Coal producer CIL plans to harness solar power

  • If coal gets all the blame for pollution, the country's biggest producer of this fuel — Coal India Limited (CIL) — has plans on clean energy. The PSU mining company has drawn up plans to generate 1,000MW of solar power, starting with Madhya Pradesh. The project will be eventually spread to other states like Maharashtra, Jharkhand, Bihar, Orissa and Chhattisgarh, where CIL has its subsidiaries.

  • Going solar is an effort to offset the pollution which coal creates in general, said CIL chairman Sutirtha Bhattacharya. He was in the city to attend a seminar organized for young executives of the company. CIL is laying special stress on young manpower.

  • The Solar Energy Corporation of India is the consultant for the project. Wherever there is land available in mining areas, it will be used to fix photovoltaic panels for generating electricity. Most of the power generated in this way can be used for captive purposes within CIL itself, said Bhattacharya. The project may begin in 3-4 months.

  • About the cost, he said that by the current standards, a 1,000MW project requires over Rs630 crore or so. However, with the fast changing market dynamics it may happen that by the time the project is implemented, costs may come down, said the CIL chairman.

  • CIL is also stressing on providing better quality coal to its customers. Officials from the subsidiary companies will be meeting state government authorities to chalk out plans in this direction. Various methods of providing better quality of coal are being explored so that there is no scope for disputes. City-based Western Coalfields Limited (WCL), a CIL subsidiary, has already begun talks with Mahagenco, the major consumer of this company. There are plans to soon offer crushed coal to the consumer. The samples are already being tested through a third party to get an impartial opinion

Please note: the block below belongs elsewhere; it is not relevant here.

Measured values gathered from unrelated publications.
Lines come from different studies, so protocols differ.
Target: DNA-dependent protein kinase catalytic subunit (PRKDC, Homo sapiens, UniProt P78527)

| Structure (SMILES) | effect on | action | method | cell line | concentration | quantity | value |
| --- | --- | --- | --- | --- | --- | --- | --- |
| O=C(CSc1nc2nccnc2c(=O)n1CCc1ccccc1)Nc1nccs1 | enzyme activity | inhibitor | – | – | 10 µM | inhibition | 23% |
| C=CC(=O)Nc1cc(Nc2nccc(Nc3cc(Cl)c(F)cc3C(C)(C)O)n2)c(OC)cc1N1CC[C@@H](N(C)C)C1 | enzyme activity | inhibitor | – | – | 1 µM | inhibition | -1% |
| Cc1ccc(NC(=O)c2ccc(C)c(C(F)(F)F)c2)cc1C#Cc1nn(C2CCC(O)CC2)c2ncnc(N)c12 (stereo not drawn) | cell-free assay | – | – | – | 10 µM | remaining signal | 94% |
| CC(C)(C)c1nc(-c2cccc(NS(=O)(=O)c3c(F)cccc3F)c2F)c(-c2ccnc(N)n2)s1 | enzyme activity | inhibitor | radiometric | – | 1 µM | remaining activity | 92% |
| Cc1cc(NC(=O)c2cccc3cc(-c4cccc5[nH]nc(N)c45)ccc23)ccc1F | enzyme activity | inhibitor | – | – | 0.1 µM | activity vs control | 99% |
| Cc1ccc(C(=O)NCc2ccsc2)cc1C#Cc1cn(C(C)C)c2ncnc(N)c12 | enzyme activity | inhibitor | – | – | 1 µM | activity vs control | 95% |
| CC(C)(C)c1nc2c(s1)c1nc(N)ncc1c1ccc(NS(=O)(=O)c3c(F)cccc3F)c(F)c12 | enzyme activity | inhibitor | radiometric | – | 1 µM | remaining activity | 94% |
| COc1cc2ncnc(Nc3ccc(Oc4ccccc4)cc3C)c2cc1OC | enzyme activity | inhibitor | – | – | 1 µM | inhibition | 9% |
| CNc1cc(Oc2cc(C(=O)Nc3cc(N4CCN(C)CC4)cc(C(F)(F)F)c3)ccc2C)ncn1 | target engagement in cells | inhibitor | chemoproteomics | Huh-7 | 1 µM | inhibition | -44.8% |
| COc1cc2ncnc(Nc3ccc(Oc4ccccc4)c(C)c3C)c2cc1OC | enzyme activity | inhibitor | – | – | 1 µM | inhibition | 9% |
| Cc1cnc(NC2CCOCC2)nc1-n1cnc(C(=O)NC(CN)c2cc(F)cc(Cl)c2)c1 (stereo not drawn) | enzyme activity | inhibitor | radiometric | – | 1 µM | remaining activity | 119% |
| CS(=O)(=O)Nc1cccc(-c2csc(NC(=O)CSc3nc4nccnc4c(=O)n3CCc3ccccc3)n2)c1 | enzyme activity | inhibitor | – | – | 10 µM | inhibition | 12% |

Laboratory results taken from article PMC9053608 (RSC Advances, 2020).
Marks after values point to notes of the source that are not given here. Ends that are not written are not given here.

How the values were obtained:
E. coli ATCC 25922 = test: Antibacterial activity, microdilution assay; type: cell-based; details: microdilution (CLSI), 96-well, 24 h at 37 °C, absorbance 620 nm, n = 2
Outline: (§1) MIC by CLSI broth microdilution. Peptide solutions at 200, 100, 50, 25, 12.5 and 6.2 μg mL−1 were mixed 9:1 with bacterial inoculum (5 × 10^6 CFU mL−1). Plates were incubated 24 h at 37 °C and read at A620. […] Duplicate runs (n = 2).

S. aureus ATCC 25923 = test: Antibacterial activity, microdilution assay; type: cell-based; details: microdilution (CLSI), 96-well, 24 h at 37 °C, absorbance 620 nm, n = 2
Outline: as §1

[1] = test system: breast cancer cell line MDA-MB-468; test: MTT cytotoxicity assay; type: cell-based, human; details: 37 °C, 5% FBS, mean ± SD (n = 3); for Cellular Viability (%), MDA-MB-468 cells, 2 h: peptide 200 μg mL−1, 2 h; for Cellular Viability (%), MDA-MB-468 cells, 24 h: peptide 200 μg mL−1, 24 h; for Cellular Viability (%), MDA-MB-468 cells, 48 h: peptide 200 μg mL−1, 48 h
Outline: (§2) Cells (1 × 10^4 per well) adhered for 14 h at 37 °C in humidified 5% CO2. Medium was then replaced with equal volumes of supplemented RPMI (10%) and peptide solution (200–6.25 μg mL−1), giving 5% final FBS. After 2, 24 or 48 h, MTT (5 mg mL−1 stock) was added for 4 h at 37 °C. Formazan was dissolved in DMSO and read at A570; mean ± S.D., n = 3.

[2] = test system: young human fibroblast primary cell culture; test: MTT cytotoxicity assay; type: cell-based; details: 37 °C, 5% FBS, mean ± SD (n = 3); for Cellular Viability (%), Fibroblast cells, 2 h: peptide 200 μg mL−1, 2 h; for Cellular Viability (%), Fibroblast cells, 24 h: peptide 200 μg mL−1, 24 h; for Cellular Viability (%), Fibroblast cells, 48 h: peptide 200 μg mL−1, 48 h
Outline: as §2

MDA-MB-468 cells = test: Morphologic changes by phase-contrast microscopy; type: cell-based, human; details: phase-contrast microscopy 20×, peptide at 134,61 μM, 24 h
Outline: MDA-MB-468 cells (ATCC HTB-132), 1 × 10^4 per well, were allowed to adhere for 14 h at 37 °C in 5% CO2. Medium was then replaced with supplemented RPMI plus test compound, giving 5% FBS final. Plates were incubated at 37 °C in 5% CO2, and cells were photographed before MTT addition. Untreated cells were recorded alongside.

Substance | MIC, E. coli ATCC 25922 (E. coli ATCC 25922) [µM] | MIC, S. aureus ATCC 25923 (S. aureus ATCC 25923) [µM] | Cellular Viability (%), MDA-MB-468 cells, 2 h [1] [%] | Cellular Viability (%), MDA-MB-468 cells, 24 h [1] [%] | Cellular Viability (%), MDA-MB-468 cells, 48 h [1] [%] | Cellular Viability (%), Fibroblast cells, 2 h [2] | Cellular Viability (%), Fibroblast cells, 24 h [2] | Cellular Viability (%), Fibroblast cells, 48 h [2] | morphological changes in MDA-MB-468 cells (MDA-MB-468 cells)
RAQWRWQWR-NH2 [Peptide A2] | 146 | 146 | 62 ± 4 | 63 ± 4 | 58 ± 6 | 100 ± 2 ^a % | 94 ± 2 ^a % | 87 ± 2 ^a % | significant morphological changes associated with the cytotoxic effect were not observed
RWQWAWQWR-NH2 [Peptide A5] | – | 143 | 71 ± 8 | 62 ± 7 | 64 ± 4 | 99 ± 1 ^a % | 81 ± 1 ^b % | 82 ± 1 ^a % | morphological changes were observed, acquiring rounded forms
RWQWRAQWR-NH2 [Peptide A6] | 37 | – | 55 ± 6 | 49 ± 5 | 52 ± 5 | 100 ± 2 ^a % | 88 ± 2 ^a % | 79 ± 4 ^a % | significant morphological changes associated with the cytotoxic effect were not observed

• Alternate routes to roadways also need to be explored for transport of coal, Bhattacharya said. Mahanadi Coalfields Limited (MLC), which is located in Orissa, can use the seaport from the eastern coast. A large amount of coal can also be transported through river route. The options are being worked out, he said. For example, WCL has established a conveyor belt for transporting coal from one of the mines. This not only reduces chances of pollution but also prevents transit losses to a great extent, he said.

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